Cannabis in America
Will Trump’s Attorney General Pick Enforce the Federal Ban on Marijuana?
Days after eight states voted to legalize marijuana in some form or to expand existing laws, President-elect Donald Trump picked Sen. Jeff Sessions, a vocal critic of legalization, to head the Justice Department as the new attorney general. With the disparate marijuana laws between the federal government and states, marijuana and criminal justice advocacy groups, not to mention users and regulated sellers, are expressing concerns about how the Trump Administration would affect the state-level legal market.
During a Senate hearing in April, Sessions offered a glimpse of his views on marijuana, attitudes that might shape his approach as attorney general. “We need grown-ups in Washington to say marijuana is not the kind of thing that ought to be legalized, it ought not to be minimized, that it is in fact a very real danger,” he said. He added that marijuana “is dangerous, you cannot play with it, it is not funny,” and “good people don’t smoke marijuana.”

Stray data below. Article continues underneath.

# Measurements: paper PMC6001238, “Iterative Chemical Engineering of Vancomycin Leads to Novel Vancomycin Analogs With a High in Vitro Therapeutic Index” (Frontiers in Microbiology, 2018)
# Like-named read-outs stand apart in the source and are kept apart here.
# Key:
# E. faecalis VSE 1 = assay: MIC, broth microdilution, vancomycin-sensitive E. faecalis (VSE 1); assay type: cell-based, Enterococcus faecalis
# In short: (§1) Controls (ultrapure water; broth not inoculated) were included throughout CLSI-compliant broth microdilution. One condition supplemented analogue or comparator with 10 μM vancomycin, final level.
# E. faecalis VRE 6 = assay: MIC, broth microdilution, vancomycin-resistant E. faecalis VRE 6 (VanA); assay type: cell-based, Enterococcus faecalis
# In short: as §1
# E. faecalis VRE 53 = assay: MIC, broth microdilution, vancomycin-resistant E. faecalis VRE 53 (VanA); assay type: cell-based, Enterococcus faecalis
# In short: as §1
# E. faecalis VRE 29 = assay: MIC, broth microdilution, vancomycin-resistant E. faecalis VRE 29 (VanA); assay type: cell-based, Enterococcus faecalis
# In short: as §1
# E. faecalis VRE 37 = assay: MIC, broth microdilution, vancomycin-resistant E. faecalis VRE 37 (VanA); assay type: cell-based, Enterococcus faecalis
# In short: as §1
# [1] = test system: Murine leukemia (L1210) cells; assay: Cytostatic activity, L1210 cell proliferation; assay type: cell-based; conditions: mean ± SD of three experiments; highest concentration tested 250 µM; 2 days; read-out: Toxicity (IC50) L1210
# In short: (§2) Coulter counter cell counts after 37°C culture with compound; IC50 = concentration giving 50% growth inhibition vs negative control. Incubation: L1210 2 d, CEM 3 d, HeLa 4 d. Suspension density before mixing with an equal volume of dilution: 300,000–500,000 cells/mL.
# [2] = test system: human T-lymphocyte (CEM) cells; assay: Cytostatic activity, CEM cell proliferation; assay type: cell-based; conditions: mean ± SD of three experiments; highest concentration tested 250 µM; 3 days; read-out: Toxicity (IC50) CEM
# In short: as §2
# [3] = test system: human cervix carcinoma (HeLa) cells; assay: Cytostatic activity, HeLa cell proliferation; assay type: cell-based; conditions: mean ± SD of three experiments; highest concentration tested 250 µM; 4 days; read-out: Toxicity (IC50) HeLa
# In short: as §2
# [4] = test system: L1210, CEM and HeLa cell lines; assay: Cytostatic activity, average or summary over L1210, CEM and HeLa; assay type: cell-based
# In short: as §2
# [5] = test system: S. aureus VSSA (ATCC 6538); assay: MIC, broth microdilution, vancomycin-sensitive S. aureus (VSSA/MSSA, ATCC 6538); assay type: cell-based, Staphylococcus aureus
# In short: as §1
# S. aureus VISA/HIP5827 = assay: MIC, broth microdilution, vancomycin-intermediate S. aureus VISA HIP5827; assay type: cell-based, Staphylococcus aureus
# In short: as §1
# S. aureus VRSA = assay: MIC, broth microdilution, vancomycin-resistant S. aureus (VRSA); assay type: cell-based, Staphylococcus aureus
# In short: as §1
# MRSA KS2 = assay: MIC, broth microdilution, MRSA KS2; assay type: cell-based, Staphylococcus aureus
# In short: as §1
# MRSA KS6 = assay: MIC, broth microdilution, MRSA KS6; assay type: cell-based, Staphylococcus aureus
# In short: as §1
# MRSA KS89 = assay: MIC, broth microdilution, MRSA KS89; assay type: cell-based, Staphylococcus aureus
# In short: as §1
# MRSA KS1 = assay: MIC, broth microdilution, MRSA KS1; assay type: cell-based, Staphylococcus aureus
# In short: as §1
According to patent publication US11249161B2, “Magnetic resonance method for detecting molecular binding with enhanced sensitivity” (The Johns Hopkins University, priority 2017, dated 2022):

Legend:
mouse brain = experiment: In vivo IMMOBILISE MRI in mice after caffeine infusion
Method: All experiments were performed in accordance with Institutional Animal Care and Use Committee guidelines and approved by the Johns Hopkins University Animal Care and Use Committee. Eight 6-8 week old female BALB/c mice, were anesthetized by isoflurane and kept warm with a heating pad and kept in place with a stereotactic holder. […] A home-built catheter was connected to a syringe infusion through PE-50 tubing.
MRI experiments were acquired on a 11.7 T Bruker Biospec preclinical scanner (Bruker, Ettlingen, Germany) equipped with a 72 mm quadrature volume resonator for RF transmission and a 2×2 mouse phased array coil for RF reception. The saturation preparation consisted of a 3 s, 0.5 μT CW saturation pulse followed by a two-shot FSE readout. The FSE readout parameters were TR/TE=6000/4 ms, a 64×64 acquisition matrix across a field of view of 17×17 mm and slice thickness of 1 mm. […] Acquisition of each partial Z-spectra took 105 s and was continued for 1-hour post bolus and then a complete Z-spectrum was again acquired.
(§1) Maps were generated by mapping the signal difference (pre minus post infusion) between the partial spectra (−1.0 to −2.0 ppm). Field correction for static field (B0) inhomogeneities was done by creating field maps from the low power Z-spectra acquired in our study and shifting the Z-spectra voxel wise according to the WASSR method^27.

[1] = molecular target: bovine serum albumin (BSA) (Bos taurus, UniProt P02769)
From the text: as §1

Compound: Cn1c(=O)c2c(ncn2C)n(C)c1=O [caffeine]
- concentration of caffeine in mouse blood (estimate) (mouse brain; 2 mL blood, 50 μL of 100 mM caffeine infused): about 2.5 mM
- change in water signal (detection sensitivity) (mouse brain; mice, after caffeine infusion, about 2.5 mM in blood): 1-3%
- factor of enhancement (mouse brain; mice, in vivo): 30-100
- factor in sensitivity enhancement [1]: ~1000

As attorney general, Sessions would oversee federal prosecutors as well as the Drug Enforcement Administration. It’s unclear how he would enforce the federal ban at the state level, if he would at all, but it’s the ambiguity and the unknown, with a noted marijuana critic at the helm, that is worrying to advocacy groups and other actors in states where the industry is regulated.
Trump, who has expressed his support for states’ rights to legalize pot, would have the ability to block any crackdowns administered by Sessions. But another unknown is how hands-on Trump will be with the Justice Department, especially concerning marijuana law. John Hudak, a marijuana policy expert with the Brookings Institution, spoke with The New York Times recently about what Sessions would have the reign to do. He said:
As attorney general, Sessions would have the ability to rescind two Justice Department directives–known as the Cole and Ogden memos–that called for stepping back from marijuana prosecutions. He could also use federal law enforcement power against operators and sue state regulators to block state systems.
As it currently stands, marijuana is designated a Schedule I drug under the Controlled Substances Act, and is illegal at the federal level. Twenty-nine states and the District of Columbia have legalized weed in some form, however, and the majority of Americans, around 60 percent, live in one of these places. How Trump might deal with reconciling federal and state marijuana laws, and how his newly appointed attorney general might steer the Justice Department in such matters, is an open question that will take at least a few months to answer.